Backyard Sheds

EDITORIAL: Dear U.S. Attorney Bharara…


NO WONDER SAL CASCINO thinks he can get away with illegally dumping construction and demolition debris and who knows what else on the fields of his Copake “farm.” Why should he be any more observant of the law than the state’s legislative leaders?

In fairness, neither state Senator Dean Skelos, a Long Island Republican and the majority leader of the state Senate, nor former Assembly Speaker Sheldon Silver, a Manhattan Democrat, has been convicted of a crime, though both stand accused of felonies by the office of the United States attorney for the Southern District of New York, Preet Bharara. Mr. Cascino, on the other hand, is a felon and continues to openly engage in the same antisocial activities that led to his convictions and the citations for contempt of court that he so blithely ignores.

Senator Skelos, 67, and his son, Adam, 32, were arrested in Manhattan earlier this week and accused by the FBI and Mr. Bharara of extortion, bribery and other crimes. The arrests result from an investigation that included court authorized wiretaps of Senator Skelos allegedly using his position as the most powerful person in the Senate to benefit his son in business schemes that involved public funds and public policy. Senator Skelos told reporters he is innocent and will be vindicated at trial.

Mr. Cascino, 75, doesn’t talk to the press. After 17 years of violating local and state laws with only a few modest fines to show for a truckload of charges against him, why should he start worrying now? In court he’s been portrayed as a kindly grandfather. Yes, he’s a grandpa who has overseen the illegal dumping of thousands of tons of construction debris–only he knows exactly how much.

What compounds the frustration of his Copake neighbors is the ease with which Grandpa Sal games the legal system with delays and evasions that have kept him out of jail, so far. And it does seem odd that he hasn’t been penalized in some way that would deter him from ignoring laws that most of us obey, even if we disagree with them.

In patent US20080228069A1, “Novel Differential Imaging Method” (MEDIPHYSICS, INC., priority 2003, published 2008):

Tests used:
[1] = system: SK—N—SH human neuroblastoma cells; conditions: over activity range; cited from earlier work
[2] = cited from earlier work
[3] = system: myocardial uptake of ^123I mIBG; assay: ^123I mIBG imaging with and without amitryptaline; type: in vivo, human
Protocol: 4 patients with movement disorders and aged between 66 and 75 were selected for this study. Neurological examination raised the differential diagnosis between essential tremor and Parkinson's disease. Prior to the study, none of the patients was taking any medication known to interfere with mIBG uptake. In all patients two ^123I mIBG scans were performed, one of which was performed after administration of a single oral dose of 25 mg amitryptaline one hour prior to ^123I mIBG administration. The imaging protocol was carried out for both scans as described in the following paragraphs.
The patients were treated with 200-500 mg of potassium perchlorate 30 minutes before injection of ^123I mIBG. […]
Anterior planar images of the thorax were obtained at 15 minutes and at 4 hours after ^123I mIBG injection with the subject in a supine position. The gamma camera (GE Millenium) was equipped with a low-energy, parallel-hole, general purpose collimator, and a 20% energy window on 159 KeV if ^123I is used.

Money allows him to get away with it. This reminds you how profitable illegal dumping can be. Imagine that you’re tearing down or remodeling a building in New York City; it can be very expensive to comply with the regulations for disposing of all your rubble, especially if it contains asbestos or other nasty materials. Then along comes our cuddly Grandpa, who had his waste hauling business in the Bronx until the state forced him to give it up. He offers to truck the debris away at a price too good to be true. Would you ask where it was going? Would you know where Copake is if he told you? Grandpa’s a magician. He makes bad things disappear from the city and reappear in Copake. This makes Grandpa rich.

His money not only buys clever lawyers who drag out the cases against Grandpa for years; wealth can also purchase political influence. Did Grandpa ever need help from politicians? His company once retained the services of a powerful lobbying and public relations firm in New York City that included a former city official and a candidate for governor.
It’s not clear from public records what help Grandpa needed in terms of lobbying or PR. If it was public relations, the results didn’t register here. If it was lobbying, who was he seeking to influence?

These days the state Department of Environmental Conservation is demanding records from Grandpa and expects to get them soon. Good luck with that. Meanwhile, Columbia County Judge Jonathan Nichols has not used his power to compel Grandpa to restore the Copake land he polluted and was told to clean up years ago. Judge Nichols may have good reasons for inaction, but to non-lawyers it looks like a failure to hold Grandpa to the same standards of accountability that apply to the rest of us.

It’s time the public found out whether Grandpa has some special clout, not just from his wealth but perhaps also from the influence his wealth can purchase. It’s time Assemblymember Didi Barrett, state Senator Kathy Marchione, Congressman Chris Gibson and U.S. Senators Chuck Schumer and Kirsten Gillibrand asked U.S. Attorney Bharara to look into this case. He’d have jurisdiction because of the Bronx connection–the waste is coming from somewhere.

Maybe Grandpa has done all this on his own. But wouldn’t you like to know whether he has friends in high places?

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